NVIDIA puts out GTX 460 at ideal price
NVIDIA today brought out its first more frugal GeForce 400 series chipset in the form of the GeForce GTX 460. The recently leaked hardware uses the new 40 nanometer, GF104 chipset and is actually in some areas faster than the GTX 465. It has fewer stream (visual rendering) processors, at 336 versus 352, but has more texture addresses at 56 compared to 44; it also has a faster clock speeds across the board with a 675MHz core, 1.35GHz shader (effect) clock speeds, and a 900MHz actual speed for its GDDR5 memory.
GeForce GTX 465 hits mainstream pricing
NVIDIA today launched its first mainstream graphics chipset in the Fermi family with the GeForce GTX 465. The chipset scales back from the GTX 470 with 352 visual effect (stream) processors versus 448, 32 render output processors versus 40, and slightly slower 802MHz GDDR5 memory on a 256-bit bus. It still runs at the same clock speed and carries the full feature set, which gives it DirectX 11 (and OpenGL 4) features as well as higher-performance general computing in CUDA, PhysX and OpenCL.
NVIDIA claims GTX 480M wins mobile speed crown
NVIDIA today started off its GeForce 400M notebook graphics line by launching the series' highest-end model. The GeForce GTX 480M has almost three times as many shader (effects) cores as the 285M it replaces at 352 and carries the hardware tessellation, cache and other changes that make it a generational leap. NVIDIA claims that the 480M can be as much as five times faster than ATI's Mobility Radeon 5000 series in graphics duties and 10 times faster encoding video when using technology like CUDA or OpenCL.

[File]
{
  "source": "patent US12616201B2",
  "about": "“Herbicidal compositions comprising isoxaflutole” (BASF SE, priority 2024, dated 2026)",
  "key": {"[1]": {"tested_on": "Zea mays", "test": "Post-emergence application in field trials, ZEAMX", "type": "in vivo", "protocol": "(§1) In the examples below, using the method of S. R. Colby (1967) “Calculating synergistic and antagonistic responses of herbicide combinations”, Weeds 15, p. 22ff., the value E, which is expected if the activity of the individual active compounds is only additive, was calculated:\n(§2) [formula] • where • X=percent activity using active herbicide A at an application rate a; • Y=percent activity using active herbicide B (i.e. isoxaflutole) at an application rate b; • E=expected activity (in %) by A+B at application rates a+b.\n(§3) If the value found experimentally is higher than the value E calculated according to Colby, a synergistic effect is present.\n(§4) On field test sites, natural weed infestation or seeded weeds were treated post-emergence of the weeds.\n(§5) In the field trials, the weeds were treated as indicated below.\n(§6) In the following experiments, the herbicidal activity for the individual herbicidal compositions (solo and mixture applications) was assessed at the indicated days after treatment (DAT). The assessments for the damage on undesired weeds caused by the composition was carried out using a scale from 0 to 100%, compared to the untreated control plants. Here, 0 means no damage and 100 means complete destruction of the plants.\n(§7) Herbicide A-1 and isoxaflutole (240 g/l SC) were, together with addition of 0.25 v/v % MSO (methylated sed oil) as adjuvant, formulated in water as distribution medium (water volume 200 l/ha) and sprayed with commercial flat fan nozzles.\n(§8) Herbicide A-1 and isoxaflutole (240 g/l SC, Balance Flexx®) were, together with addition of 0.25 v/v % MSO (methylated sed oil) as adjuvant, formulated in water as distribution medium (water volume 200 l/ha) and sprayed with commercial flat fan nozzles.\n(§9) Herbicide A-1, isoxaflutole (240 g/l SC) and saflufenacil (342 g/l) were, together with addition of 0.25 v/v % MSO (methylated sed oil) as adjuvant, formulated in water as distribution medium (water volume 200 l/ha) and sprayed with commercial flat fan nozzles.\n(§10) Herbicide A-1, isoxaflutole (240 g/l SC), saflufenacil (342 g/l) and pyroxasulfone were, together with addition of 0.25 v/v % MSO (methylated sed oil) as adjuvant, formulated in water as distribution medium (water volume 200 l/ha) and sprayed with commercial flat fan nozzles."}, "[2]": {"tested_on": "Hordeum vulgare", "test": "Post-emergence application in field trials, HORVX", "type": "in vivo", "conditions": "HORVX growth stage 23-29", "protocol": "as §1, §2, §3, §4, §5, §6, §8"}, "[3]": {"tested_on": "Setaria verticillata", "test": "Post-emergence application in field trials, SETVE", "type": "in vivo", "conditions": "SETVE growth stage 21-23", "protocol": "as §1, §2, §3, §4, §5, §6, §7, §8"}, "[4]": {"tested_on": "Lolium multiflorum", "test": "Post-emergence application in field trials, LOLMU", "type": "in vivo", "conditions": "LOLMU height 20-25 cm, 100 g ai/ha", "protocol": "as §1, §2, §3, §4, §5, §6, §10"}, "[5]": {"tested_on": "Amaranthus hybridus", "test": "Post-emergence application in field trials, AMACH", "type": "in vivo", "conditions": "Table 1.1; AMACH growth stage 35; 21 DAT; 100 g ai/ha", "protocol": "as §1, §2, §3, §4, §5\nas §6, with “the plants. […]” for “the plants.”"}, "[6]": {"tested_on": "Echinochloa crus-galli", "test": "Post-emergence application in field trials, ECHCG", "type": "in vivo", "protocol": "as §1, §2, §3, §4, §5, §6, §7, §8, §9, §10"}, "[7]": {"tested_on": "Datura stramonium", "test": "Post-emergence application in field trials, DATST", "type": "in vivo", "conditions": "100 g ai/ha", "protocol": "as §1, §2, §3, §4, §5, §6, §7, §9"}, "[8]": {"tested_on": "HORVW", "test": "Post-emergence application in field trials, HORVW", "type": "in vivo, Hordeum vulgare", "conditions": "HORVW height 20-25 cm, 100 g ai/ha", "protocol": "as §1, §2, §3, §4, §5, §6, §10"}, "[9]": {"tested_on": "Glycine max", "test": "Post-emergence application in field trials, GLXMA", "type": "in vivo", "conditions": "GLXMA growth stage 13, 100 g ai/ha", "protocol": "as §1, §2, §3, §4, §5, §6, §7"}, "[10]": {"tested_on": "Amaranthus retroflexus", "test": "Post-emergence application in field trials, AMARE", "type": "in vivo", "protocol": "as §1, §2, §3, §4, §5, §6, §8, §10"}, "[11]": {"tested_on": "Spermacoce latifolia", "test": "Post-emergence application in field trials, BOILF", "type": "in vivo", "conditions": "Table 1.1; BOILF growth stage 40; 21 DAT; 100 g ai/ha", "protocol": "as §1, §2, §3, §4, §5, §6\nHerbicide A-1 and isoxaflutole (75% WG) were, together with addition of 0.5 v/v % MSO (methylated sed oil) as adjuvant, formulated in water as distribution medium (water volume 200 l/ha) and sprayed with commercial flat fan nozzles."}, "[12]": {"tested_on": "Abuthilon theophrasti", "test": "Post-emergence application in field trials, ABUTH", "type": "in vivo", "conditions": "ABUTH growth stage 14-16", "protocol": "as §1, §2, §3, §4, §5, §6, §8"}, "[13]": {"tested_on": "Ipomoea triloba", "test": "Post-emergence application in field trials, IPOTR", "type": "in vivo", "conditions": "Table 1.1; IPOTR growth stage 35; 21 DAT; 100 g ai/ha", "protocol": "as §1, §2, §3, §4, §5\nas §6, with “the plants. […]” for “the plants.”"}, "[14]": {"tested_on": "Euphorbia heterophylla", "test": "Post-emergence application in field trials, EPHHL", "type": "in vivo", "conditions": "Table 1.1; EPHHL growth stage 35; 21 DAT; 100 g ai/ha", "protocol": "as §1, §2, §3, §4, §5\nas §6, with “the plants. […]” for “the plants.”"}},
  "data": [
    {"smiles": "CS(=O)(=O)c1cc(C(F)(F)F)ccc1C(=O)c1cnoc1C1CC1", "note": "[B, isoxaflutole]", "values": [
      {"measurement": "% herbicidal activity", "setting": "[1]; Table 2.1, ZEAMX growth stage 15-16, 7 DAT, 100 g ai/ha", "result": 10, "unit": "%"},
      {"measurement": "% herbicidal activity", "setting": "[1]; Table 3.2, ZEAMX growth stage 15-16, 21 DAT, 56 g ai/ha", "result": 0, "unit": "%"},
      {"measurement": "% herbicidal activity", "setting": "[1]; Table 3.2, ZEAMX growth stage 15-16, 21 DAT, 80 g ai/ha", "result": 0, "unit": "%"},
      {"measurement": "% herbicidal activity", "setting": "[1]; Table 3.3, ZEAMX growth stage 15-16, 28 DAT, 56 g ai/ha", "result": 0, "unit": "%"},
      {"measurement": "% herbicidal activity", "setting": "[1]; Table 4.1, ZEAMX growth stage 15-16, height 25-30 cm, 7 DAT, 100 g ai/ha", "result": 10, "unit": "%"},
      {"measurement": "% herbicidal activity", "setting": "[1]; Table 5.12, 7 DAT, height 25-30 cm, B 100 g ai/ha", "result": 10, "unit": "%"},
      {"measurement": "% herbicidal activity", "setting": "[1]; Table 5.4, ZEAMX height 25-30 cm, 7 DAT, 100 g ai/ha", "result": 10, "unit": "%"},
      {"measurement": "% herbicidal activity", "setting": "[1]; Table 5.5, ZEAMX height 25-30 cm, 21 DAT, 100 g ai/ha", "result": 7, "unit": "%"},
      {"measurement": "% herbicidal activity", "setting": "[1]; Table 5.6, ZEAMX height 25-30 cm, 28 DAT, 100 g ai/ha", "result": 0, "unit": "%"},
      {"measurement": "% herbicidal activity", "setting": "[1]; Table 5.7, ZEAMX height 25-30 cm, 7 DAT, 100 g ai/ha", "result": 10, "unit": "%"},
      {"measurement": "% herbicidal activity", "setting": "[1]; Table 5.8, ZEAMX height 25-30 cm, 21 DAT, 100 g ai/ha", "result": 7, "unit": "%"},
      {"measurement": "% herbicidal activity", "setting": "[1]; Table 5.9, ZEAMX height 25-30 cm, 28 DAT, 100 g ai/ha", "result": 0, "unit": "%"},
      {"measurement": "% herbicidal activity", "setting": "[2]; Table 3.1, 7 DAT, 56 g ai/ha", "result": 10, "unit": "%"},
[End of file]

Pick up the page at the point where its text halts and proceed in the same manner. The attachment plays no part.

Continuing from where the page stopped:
Requires NVIDIA-based GPUs
New Zealand's Refractive Software has released a beta of Octane Render, a new rendering tool for Mac, Windows and Linux systems. The software is notable for exploiting NVIDIA's CUDA architecture, which accelerates ray tracing on systems with one or more NVIDIA videocards. Octane can run 10 or more times faster than apps using CPU-based ray tracing, Refractive claims.
GeForce GTX 480 and 470 finally official
NVIDIA at PAX East tonight finally released the first video chipsets based on its Fermi architecture. The top-end GeForce GTX 480 leads the group and is billed as the "fastest GPU in the world:" it has 480 visual processing cores, 16 geometry units and four raster units that combined should beat the ATI Radeon HD 5800 series in real-world tests. It also has major optimizations to multi-card SLI that produce a 90 percent speed boost with a second card, making the case for multiple GeForce 400 series cards in high-end systems.
NVIDIA GTX 480 would run faster overall
NVIDIA late yesterday put up a video (viewable below) that provides some of the first official performance indicators for the GeForce GTX 480. In a synthetic test of Uniengine, a 3D engine that supports DirectX 11 (OpenGL 3.2) features, the GTX 480 was tied in maximum frame rates with the ATI Radeon HD 5870 but is much faster under high stress, often producing over 40 frames per second where the AMD-made rival produces a noticeably choppier 20. The test isn't necessarily reflective of real gameplay, and is the same demo Electronista saw at CES, but shows the card likely being faster for games that use techniques like tessellation to dynamically add detail.
NVIDIA Fermi cards only for loyal firms initially
NVIDIA's GeForce GTX 470 and 480 will only be available in short supply and at very high prices, a leak from within the graphics field claims. Although the company has promised a launch on March 26th at PAX East, boards based on the new architecture will reportedly only be available through the companies most loyal to NVIDIA and don't sell any ATI-branded graphics. The sources allege that "second-tier" third parties that sell both brands will have to wait until sometime in April.
System utilizes CPU and GPU resources